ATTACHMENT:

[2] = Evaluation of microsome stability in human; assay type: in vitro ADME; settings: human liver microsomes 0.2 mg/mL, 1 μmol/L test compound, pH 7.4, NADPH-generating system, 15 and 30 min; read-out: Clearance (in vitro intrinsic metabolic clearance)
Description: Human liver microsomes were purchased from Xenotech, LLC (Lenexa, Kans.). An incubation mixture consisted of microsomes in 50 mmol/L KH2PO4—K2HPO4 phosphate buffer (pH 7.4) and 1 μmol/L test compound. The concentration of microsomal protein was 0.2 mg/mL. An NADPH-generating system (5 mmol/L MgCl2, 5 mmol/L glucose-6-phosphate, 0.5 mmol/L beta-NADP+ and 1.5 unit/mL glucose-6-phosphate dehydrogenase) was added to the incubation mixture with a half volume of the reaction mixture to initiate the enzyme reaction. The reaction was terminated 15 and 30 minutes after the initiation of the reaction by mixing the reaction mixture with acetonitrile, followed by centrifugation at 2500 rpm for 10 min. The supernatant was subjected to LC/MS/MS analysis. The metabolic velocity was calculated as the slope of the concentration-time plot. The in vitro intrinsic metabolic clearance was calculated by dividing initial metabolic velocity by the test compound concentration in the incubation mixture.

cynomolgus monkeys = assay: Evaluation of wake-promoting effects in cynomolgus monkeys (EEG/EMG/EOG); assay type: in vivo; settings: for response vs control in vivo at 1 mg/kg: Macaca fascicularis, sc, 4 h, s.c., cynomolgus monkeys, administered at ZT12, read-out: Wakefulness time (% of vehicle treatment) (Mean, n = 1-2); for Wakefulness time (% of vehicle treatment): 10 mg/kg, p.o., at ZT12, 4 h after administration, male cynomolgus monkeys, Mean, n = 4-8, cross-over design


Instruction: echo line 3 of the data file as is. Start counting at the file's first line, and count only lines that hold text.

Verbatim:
cynomolgus monkeys = assay: Evaluation of wake-promoting effects in cynomolgus monkeys (EEG/EMG/EOG); assay type: in vivo; settings: for response vs control in vivo at 1 mg/kg: Macaca fascicularis, sc, 4 h, s.c., cynomolgus monkeys, administered at ZT12, read-out: Wakefulness time (% of vehicle treatment) (Mean, n = 1-2); for Wakefulness time (% of vehicle treatment): 10 mg/kg, p.o., at ZT12, 4 h after administration, male cynomolgus monkeys, Mean, n = 4-8, cross-over design